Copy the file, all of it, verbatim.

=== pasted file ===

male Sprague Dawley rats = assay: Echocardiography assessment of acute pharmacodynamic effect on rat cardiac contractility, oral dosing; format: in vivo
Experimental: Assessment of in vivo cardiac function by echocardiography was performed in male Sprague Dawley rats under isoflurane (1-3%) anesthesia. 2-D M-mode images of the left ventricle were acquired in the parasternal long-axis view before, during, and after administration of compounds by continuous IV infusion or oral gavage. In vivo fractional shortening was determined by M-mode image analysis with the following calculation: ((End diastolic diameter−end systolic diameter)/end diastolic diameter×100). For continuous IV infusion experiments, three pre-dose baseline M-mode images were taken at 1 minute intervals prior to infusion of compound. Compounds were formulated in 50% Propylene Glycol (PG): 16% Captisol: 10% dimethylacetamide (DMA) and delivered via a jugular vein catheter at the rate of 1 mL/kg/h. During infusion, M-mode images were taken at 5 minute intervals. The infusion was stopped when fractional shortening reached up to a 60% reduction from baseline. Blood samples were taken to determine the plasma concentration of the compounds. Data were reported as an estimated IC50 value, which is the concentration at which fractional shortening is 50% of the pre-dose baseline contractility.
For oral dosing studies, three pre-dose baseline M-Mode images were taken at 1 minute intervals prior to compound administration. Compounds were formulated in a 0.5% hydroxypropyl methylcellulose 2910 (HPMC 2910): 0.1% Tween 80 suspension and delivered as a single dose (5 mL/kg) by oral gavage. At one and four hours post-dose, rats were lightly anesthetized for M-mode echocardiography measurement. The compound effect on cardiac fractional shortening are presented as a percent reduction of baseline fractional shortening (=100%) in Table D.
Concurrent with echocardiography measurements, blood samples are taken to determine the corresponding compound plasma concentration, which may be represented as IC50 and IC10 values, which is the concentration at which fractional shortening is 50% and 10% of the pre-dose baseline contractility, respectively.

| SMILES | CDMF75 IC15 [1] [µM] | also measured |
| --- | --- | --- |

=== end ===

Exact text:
male Sprague Dawley rats = assay: Echocardiography assessment of acute pharmacodynamic effect on rat cardiac contractility, oral dosing; format: in vivo
Experimental: Assessment of in vivo cardiac function by echocardiography was performed in male Sprague Dawley rats under isoflurane (1-3%) anesthesia. 2-D M-mode images of the left ventricle were acquired in the parasternal long-axis view before, during, and after administration of compounds by continuous IV infusion or oral gavage. In vivo fractional shortening was determined by M-mode image analysis with the following calculation: ((End diastolic diameter−end systolic diameter)/end diastolic diameter×100). For continuous IV infusion experiments, three pre-dose baseline M-mode images were taken at 1 minute intervals prior to infusion of compound. Compounds were formulated in 50% Propylene Glycol (PG): 16% Captisol: 10% dimethylacetamide (DMA) and delivered via a jugular vein catheter at the rate of 1 mL/kg/h. During infusion, M-mode images were taken at 5 minute intervals. The infusion was stopped when fractional shortening reached up to a 60% reduction from baseline. Blood samples were taken to determine the plasma concentration of the compounds. Data were reported as an estimated IC50 value, which is the concentration at which fractional shortening is 50% of the pre-dose baseline contractility.
For oral dosing studies, three pre-dose baseline M-Mode images were taken at 1 minute intervals prior to compound administration. Compounds were formulated in a 0.5% hydroxypropyl methylcellulose 2910 (HPMC 2910): 0.1% Tween 80 suspension and delivered as a single dose (5 mL/kg) by oral gavage. At one and four hours post-dose, rats were lightly anesthetized for M-mode echocardiography measurement. The compound effect on cardiac fractional shortening are presented as a percent reduction of baseline fractional shortening (=100%) in Table D.
Concurrent with echocardiography measurements, blood samples are taken to determine the corresponding compound plasma concentration, which may be represented as IC50 and IC10 values, which is the concentration at which fractional shortening is 50% and 10% of the pre-dose baseline contractility, respectively.

| SMILES | CDMF75 IC15 [1] [µM] | also measured |
| --- | --- | --- |